As the brewing industry continues to expand enormously, one of the recent trends seems to be an increase in unsavoury jostling within the market, with regard to beer names and intellectual property. Trademark disputes, unquestionably, are on the rise. British beer is ballooning in scale at the moment – only surface tension is preventing it from going truly bonkers – and over the last few months a number of high-profile disputes have taken place that have caused ripples to appear. Belleville vs AbInBev, Redwell vs Red Bull, Weird Beard vs Camden Town.
To that list, we can now add Elixir vs Everards. The Leicestershire super-regional has threatened legal action against the Scottish nanobrewery Elixir Brew Co over their pending application to trademark their brewery name. In a series of correspondence, I am led to believe that Everards have stated their ownership of the Trade Mark ‘Elixir’, and have demanded the Livingston contract brewery not only withdraw their application, but cease using the name ‘Elixir’ immediately. As I understand it, they have further demanded the withdrawal of all Elixir products from sale, in every UK market, by this Friday.
This means, with Elixir Brew Co not having the money to pursue the matter further in the courts, within three days they will cease to exist.
The reason for this action is a 3.9% summer cask seasonal – Everards Elixir, which was released in the Spring of 2012. The Leicestershire brewery have, apparently, claimed extensive use of the name – although I could find no reference to the beer on their website. According to the Intellectual Property Office, representatives acting on behalf of Everards filed a Trade Mark application for the word ‘Elixir’ on the 8th of August 2012, as one of the 78 owned by the Leicestershire brewery. Filed under Class 32 (beer, lager, ale, porter, stout, bitter), the Trade Mark was filed three days before Elixir Brew Co began their debut social media campaign on the 11th of August.
Given there is so little crossover between the two breweries, despite being in the same industry, it seems some degree of compromise could be reached; after all, the beer review site RateBeer lists 50 different beers that contain the word ‘Elixir’ (a figure which does not include those brewed by Elixir Brew Co, nor Everards Elixir). Further, the E-word is, and was in the process of being trademarked as, the Livingston producers brewery name, as opposed to a name of one of their products. Speaking of which, the first one of those – Elixir Brew Co Benedictine Groove (pictured above) has been on sale for nearly eighteen months, unopposed, until now.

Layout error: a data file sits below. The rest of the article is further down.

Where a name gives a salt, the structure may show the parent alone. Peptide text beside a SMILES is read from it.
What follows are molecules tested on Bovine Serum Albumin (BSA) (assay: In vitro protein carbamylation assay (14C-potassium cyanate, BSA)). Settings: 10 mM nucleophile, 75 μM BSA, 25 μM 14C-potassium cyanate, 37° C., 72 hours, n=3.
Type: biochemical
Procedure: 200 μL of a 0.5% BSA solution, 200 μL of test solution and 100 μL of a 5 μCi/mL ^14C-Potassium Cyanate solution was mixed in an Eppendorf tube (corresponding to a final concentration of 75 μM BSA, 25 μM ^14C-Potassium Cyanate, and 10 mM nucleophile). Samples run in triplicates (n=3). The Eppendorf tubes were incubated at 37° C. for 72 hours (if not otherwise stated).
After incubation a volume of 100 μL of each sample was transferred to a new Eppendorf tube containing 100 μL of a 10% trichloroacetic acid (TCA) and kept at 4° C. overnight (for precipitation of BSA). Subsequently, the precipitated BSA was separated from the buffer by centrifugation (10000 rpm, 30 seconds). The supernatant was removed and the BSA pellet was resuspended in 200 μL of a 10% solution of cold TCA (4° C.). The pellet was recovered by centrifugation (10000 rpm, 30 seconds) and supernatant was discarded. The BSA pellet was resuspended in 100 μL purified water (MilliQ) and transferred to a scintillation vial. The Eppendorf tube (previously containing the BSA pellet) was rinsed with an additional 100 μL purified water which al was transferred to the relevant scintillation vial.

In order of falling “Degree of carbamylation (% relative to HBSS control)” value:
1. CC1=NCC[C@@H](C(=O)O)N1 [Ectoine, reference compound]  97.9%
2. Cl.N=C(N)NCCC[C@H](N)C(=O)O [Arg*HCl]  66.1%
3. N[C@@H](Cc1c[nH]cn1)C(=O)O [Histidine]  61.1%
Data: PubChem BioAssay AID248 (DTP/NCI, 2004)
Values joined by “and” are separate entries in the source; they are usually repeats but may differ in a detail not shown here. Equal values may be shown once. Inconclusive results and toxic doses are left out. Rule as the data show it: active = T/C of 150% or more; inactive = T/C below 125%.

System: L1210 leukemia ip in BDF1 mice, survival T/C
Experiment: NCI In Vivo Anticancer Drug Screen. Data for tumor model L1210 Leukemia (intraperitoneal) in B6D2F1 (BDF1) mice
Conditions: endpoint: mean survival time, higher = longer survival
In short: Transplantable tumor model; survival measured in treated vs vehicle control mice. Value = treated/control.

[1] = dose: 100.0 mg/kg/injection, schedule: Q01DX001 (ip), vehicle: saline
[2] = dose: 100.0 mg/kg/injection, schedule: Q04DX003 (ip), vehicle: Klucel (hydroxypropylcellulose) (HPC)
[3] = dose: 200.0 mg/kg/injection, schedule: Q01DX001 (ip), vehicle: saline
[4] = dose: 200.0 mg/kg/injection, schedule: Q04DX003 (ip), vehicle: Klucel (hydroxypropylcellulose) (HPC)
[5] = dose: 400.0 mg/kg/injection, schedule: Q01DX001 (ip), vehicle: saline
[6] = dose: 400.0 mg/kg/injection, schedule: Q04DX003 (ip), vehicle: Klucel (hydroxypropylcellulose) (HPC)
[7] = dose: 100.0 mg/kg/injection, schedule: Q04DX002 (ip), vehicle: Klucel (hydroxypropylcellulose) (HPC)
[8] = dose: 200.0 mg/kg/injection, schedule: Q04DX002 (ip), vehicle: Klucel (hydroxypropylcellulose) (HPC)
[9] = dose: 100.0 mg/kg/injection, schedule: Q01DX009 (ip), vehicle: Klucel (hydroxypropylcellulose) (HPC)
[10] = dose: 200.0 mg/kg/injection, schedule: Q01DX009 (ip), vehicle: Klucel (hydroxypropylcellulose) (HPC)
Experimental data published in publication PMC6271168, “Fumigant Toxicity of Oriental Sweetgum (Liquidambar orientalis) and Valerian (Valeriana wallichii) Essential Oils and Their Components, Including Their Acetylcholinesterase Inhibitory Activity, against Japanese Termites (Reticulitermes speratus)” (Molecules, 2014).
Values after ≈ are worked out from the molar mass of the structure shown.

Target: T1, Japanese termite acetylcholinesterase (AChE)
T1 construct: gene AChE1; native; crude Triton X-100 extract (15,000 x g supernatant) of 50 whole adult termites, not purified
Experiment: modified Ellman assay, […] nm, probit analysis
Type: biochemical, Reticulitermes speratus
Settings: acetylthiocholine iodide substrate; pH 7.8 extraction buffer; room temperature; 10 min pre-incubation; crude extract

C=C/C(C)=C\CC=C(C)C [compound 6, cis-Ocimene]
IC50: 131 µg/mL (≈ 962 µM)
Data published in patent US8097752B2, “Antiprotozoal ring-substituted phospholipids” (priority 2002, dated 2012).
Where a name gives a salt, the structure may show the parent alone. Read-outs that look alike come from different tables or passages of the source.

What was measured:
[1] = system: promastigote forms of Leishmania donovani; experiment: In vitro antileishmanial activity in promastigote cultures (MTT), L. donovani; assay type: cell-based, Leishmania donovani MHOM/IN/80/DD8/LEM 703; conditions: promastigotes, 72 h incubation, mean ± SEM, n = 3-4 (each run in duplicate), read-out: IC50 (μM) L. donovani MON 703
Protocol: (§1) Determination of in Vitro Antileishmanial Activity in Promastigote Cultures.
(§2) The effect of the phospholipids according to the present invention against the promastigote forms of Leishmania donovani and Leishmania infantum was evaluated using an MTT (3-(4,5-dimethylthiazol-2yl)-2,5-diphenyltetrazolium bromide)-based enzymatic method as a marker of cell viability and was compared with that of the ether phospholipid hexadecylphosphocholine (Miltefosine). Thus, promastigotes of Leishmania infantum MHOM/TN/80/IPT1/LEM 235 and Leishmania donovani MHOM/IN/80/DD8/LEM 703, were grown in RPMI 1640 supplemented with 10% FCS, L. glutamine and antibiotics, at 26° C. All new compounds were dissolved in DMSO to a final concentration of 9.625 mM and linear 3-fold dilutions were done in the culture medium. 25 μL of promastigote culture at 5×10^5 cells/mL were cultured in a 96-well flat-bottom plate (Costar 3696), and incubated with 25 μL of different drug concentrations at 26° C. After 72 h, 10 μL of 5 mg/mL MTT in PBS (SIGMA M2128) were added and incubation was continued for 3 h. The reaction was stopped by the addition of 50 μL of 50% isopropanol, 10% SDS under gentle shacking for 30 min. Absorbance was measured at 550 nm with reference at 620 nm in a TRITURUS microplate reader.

Having spoken to Elixir Brew Co founder Ben Bullen, he respects – and was always willing to respect – the fact that Everards had trademarked the word, despite him registering the name as a website url on the 29th of January 2012, several months before the Leicestershire brewery released their beer. Throughout this process of dispute, to date he has received no contact from anyone at Everards – despite continued calls and letters to attempt to begin some degree of dialogue. No correspondence has been returned, with the trademark representatives of Everards issuing several multi-point letters, evidently increasingly irate in their demands (the initial letter of objection he has apparently no proof of having ever received).
Ben has since retained the services of his own legal team – at no small cost, given he is currently working several jobs to merely collate enough money to cover his brewing overheads. I think he genuinely feels steamrollered by this – particularly that following his representatives’ letter to Everards, wishing to pursue a solution that might be mutually agreeable, the Leicestershire brewery responded with an unchanged set of conditions, and only a week to comply. This refusal of Everards to even discuss their opinions in person seems to go against the individual philosophy of Chairman Richard Everard OBE “I treat people in a friendly way and am always approachable.”
Trademark disputes, and ‘cease and desist’ letters, are nothing new in business – let alone the brewing business. But as the numbers of British breweries increase to such an extent, naming disputes, however they are handled, will only increase. What shouldn’t come into it, however, is the big incessantly crushing the small, particularly if the wronged party publicly states a set of beliefs, yet conduct their position in private, from behind a barricade of solicitors. For the sake of a seasonal beer (with seven reviews on RateBeer), one company looks set to put another out of business. I guess you can only “encourage others to progress”, so far.
EDIT 04/03/2014 9:00pm
As detailed in the comment by Everards below, at around 9pm they issued a statement on their Facebook page stating “We have decided that, as the name refers to the company rather than the beer, we will not pursue this any further.” Assuming Ben Bullen receives this in writing, it shows – to a quite astonishing degree – the power of social media and how it can now influence policy in major companies. These kind of disputes, though, will still continue – and will still occur more often – but maybe outcomes like this, and the others recently, may persuade some who are thinking of putting the clamps on in a trademark battle to seek a more personal approach first, to see if differences can be overcome.